🟣 coffee dates can make all the difference to some days

As 2020 started, I made a conscious effort to meet with friends at a local coffee shop. My thinking was that it would give us a different level of connecting. I sorely missed it when Stay@Home orders came into play, but was grateful when it returned.

🟣 post-it notes are amazing!

During 2020, my role at work was changed slightly, and I was moved into the admin office and taught the ropes at the front desk. I loved this experience - learning the ins and outs of how a school works, being permitted access to the behind the scenes stuff, and being trusted to do the right thing. While I was learning, it was super easy to write questions to ask, telephone messages, reminders to self, on post-it notes. If the other ladies couldn't find their post-it notes, it was often because I'd accidentally picked them up!

🟣 a change of scenery can make all the difference to your outlook.

We haven't holidayed for years, due to finances and work. In 2020, we made a spur of the moment decision to take a week's holiday, and it was the best decision of the whole year. Even though we still had the usual parenting hiccups of out of sorts behaviours, mum frustrated by having to cook and clean, kids bickering because they're not in their routines, going away for a week was so good for all of us that we're going to do it again in 2021.

🟣 doing things for yourself is just as important as doing things for your family.

I say this to my friends all the time, especially the ones who do so much for their kids/teenagers. Looking after yourself and following your passions is important for your own wellbeing, as well as your family. If you aren't feeling fulfilled in yourself, then you'll build resentment against whatever is "holding you back" Usually, that's family. And that makes for an unhappy home.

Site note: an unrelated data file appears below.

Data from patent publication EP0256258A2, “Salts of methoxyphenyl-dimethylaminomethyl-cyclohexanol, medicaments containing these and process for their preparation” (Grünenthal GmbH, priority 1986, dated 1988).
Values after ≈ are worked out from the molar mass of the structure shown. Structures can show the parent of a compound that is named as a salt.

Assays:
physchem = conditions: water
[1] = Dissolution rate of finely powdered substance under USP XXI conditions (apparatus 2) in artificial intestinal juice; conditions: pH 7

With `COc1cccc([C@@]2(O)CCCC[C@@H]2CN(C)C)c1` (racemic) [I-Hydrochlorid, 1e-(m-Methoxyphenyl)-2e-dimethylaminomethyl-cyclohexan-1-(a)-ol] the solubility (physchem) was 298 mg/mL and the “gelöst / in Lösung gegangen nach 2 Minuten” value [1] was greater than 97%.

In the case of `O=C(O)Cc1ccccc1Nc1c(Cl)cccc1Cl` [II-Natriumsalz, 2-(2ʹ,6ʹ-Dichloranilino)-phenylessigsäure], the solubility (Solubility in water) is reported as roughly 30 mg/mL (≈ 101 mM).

🟣 keeping plants alive is much easier than I thought.

Don't over water them, and keep them in moderate sunlight. Plants always die on the kitchen windowsill because the sunlight is too direct and hot. But I've kept my office plants alive for almost two years now by keeping them in shady spots, and routinely watering weekly.

🟣 learn something new every day

Being a lifelong learner is part of who I am. Over the last year, several things have finally clicked into place for me, and my understanding has grown. In 2021, I want to try to be more conscious with my learnings, and try to be a proactive learner (learning things before I need to know them.)

🟣 in the hardest moments, your friends will back you up

I had some bad behaviour to deal with in my local community group earlier this year, some of it from people I trusted, and some of it of my own doing. When the chips were down, my friends backed me, and went to war for me, and before I knew it, it had all blown away.

🟣 sometimes, you need to let things go

I did wonder several times this year if I was supposed to give up blogging. Then inspiration struck, and I wrote another post. But in other areas of my life, I let things go, and the weight lifted from my mind, and I focused on moving forward again.

🟣 when you focus on the good, you don't see the bad as much.

In 2020, I found what worked best for me when thoughts spiralled out of control - focusing on the things I could control. I had plenty of moments where I was overwhelmed, and that often led to shouty stress behaviours. But if I  kept my focus on the end goal, I was generally ok.

🟣 every day has a lesson to share.

Probably the most important thing I learnt this year - there's always a lesson to be learnt, from the people you interact with every day, or the things you do, or even just from your pets at home on the couch. If you look hard enough, you can see that every moment in your life has something to teach you.

What have you learnt in 2020?